Wednesday, February 15, 2012

Greece Continues Its Death Spiral

I had linked recently to an op-ed that described Greece as being in a death spiral. Things seem to just be getting worse
New figures showed that economic output slumped by 7 per cent year-on-year in the fourth quarter of 2011 – amid increasing fears that Greece will not deliver the £2.8billion cuts package it has pledged in return for another huge bailout.

Experts had expected a fall of only 5 per cent ahead of the latest round of deeply unpopular austerity measures.

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Greece is now in its fifth year of recession and faces even deeper spending cuts in exchange for bailout funds from Europe and the Inter-national Monetary Fund.

‘We were expecting the recession to get worse but not at this pace,’ said Nikos Magginas, senior economist at National Bank of Greece.

Fears that Greece is heading for a chaotic default on its towering debts were fuelled after an emergency meeting of eurozone finance ministers planned for tonight was cancelled.

Jean-Claude Juncker, the Luxembourg Prime Minister who chairs the so-called eurogroup, said he was still waiting to receive assurances from Greek leaders over the £2.8billion package of cuts to wages, jobs and pensions.

Athens went up in flames on Sunday night as Greek MPs voted for the savage austerity bill to satisfy their international paymasters and secure a new £110billion bailout.

Mr Juncker said ‘further technical work’ was required between Greece and the troika of lenders – the European Union, the European Central Bank and the IMF – including details of another £270million of cuts.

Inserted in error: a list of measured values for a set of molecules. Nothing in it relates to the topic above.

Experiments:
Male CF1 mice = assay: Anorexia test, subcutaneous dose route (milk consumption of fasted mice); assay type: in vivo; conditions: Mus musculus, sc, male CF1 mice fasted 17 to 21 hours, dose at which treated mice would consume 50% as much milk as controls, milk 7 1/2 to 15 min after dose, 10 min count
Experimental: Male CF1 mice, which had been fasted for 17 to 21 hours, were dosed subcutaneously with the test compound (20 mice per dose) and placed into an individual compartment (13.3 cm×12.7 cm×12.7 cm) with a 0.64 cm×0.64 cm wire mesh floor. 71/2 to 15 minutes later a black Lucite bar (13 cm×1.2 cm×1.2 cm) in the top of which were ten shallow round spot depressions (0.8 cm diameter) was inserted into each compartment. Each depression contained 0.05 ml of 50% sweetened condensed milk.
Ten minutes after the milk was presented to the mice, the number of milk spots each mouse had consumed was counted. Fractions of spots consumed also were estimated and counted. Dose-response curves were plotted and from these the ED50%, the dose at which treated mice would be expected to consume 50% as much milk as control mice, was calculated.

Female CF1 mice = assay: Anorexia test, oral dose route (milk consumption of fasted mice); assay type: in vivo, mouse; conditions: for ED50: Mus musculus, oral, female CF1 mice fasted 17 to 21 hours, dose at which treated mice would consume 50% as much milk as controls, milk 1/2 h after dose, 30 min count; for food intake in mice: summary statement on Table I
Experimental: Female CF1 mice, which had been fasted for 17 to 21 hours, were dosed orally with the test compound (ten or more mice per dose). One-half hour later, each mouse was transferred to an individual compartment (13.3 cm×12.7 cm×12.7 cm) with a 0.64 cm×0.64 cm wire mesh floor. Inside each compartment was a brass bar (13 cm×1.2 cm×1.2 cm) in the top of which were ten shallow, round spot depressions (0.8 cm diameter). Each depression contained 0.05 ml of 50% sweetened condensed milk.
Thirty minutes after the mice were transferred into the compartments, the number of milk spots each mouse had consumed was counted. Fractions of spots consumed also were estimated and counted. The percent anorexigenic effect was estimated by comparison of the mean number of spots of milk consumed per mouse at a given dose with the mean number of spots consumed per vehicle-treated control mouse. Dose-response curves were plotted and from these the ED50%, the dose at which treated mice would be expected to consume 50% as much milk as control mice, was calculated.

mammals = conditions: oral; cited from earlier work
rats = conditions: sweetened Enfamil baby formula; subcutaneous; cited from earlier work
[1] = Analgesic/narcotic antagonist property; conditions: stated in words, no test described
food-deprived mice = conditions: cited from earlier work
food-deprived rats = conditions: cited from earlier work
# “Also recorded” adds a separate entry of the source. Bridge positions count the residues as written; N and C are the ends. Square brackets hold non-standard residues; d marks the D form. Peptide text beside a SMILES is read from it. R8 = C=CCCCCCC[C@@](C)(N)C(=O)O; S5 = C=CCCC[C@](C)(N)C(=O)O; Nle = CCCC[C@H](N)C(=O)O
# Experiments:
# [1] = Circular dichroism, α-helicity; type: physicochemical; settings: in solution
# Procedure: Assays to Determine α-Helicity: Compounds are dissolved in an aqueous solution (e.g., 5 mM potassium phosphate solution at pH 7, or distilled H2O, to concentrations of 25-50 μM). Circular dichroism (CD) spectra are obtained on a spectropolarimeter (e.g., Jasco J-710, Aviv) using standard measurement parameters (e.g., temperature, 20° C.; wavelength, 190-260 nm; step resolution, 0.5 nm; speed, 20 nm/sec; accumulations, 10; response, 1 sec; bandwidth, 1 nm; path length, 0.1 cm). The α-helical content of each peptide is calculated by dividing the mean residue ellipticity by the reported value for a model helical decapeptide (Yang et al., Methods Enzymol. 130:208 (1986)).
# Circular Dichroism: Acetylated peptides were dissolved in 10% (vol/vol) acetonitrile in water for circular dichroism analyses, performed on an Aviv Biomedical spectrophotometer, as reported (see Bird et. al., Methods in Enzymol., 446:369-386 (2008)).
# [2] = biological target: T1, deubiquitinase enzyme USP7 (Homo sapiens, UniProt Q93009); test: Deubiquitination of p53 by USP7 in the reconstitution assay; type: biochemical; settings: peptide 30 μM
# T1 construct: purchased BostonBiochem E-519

‘Furthermore, I did not yet receive the required political assurances from the leaders of the Greek coalition parties on the implementation of the programme,’ he said.

Greek conservative party leader Antonis Samaras – a frontrunner to win elections in April – refused to sign a written pledge to implement painful spending cuts if he becomes prime minister.

Mr Samaras has suggested that he would rather renegotiate the terms of the austerity package thrashed out on Sunday night – much to the irritation of European leaders.

‘So far Samaras has not given a letter of commitment and this is a problem,’ said a source close to the talks.

European aides also said that last night’s meeting of the ‘euro working group’ – senior officials from eurozone finance ministries – was disrupted by a widening split over whether Athens can be trusted with a second bailout.
With a crumbling economy, Greece can't count on taxes from greater productivity.  In fact, with a declining population, I'm not sure that they could count on taxes even if their economy was doing okay. If they raise taxes on their productive class, their economy will further collapse.

They have been lying about adopting austerity measures, but that doesn't seem to be working anymore. No one trusts them. With a lack of trust, they can't count on borrowing.

They will probably start trying to bully money out of the E.U.

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